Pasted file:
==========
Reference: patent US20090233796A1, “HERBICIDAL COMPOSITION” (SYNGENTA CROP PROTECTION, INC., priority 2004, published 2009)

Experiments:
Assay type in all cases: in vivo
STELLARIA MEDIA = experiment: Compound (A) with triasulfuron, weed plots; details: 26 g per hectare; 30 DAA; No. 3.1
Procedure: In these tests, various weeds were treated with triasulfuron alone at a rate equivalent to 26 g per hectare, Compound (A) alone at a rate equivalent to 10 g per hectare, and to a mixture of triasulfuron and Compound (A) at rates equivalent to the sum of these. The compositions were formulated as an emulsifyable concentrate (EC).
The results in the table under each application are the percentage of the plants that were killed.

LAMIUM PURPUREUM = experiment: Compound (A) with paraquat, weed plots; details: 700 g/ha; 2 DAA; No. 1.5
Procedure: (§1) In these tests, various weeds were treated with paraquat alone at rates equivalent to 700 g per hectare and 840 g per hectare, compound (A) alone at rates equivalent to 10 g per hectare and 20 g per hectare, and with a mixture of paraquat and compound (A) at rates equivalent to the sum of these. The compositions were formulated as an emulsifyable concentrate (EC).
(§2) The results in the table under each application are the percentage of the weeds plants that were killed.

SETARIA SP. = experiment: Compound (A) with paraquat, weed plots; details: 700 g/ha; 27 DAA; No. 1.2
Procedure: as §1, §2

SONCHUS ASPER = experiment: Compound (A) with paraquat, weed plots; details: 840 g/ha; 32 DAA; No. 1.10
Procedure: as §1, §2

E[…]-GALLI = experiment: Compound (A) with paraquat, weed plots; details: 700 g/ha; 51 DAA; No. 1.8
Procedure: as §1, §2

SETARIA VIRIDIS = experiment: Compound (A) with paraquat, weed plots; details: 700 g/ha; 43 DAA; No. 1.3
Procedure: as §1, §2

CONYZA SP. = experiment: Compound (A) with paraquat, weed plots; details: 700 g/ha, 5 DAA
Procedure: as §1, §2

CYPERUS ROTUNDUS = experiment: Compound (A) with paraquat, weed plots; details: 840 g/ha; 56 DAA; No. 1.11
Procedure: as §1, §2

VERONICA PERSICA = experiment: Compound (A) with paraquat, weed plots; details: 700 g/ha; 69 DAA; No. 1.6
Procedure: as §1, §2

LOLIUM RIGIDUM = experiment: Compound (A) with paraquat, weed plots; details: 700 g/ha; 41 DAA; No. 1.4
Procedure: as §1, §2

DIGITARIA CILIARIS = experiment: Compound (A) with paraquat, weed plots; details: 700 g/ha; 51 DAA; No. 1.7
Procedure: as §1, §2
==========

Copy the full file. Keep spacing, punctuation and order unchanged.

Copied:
Reference: patent US20090233796A1, “HERBICIDAL COMPOSITION” (SYNGENTA CROP PROTECTION, INC., priority 2004, published 2009)

Experiments:
Assay type in all cases: in vivo
STELLARIA MEDIA = experiment: Compound (A) with triasulfuron, weed plots; details: 26 g per hectare; 30 DAA; No. 3.1
Procedure: In these tests, various weeds were treated with triasulfuron alone at a rate equivalent to 26 g per hectare, Compound (A) alone at a rate equivalent to 10 g per hectare, and to a mixture of triasulfuron and Compound (A) at rates equivalent to the sum of these. The compositions were formulated as an emulsifyable concentrate (EC).
The results in the table under each application are the percentage of the plants that were killed.

LAMIUM PURPUREUM = experiment: Compound (A) with paraquat, weed plots; details: 700 g/ha; 2 DAA; No. 1.5
Procedure: (§1) In these tests, various weeds were treated with paraquat alone at rates equivalent to 700 g per hectare and 840 g per hectare, compound (A) alone at rates equivalent to 10 g per hectare and 20 g per hectare, and with a mixture of paraquat and compound (A) at rates equivalent to the sum of these. The compositions were formulated as an emulsifyable concentrate (EC).
(§2) The results in the table under each application are the percentage of the weeds plants that were killed.

SETARIA SP. = experiment: Compound (A) with paraquat, weed plots; details: 700 g/ha; 27 DAA; No. 1.2
Procedure: as §1, §2

SONCHUS ASPER = experiment: Compound (A) with paraquat, weed plots; details: 840 g/ha; 32 DAA; No. 1.10
Procedure: as §1, §2

E[…]-GALLI = experiment: Compound (A) with paraquat, weed plots; details: 700 g/ha; 51 DAA; No. 1.8
Procedure: as §1, §2

SETARIA VIRIDIS = experiment: Compound (A) with paraquat, weed plots; details: 700 g/ha; 43 DAA; No. 1.3
Procedure: as §1, §2

CONYZA SP. = experiment: Compound (A) with paraquat, weed plots; details: 700 g/ha, 5 DAA
Procedure: as §1, §2

CYPERUS ROTUNDUS = experiment: Compound (A) with paraquat, weed plots; details: 840 g/ha; 56 DAA; No. 1.11
Procedure: as §1, §2

VERONICA PERSICA = experiment: Compound (A) with paraquat, weed plots; details: 700 g/ha; 69 DAA; No. 1.6
Procedure: as §1, §2

LOLIUM RIGIDUM = experiment: Compound (A) with paraquat, weed plots; details: 700 g/ha; 41 DAA; No. 1.4
Procedure: as §1, §2

DIGITARIA CILIARIS = experiment: Compound (A) with paraquat, weed plots; details: 700 g/ha; 51 DAA; No. 1.7
Procedure: as §1, §2